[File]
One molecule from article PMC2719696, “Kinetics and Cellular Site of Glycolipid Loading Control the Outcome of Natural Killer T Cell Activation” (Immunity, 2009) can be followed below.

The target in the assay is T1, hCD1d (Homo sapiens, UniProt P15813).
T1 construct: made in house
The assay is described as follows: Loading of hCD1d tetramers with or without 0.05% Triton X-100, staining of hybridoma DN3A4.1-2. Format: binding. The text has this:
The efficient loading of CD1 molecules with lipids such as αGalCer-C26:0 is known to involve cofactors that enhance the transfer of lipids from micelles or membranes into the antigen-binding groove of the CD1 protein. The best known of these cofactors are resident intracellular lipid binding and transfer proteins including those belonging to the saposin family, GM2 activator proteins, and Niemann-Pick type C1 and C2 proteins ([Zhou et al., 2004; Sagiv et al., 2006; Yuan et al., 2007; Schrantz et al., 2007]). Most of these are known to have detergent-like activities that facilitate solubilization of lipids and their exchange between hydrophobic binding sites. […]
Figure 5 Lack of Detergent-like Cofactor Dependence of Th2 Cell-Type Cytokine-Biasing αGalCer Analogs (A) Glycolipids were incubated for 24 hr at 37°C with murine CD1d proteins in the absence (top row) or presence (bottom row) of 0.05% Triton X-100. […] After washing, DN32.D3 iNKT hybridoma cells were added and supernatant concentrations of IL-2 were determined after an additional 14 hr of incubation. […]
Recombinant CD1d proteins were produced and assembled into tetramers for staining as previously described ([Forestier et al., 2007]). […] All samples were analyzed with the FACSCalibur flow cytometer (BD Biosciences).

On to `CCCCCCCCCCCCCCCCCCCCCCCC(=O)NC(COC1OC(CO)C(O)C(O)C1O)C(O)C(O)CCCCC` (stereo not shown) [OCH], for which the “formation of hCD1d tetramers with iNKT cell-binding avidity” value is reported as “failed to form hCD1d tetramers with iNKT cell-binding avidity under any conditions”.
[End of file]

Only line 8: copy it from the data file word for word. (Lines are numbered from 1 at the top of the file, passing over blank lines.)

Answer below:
On to `CCCCCCCCCCCCCCCCCCCCCCCC(=O)NC(COC1OC(CO)C(O)C(O)C1O)C(O)C(O)CCCCC` (stereo not shown) [OCH], for which the “formation of hCD1d tetramers with iNKT cell-binding avidity” value is reported as “failed to form hCD1d tetramers with iNKT cell-binding avidity under any conditions”.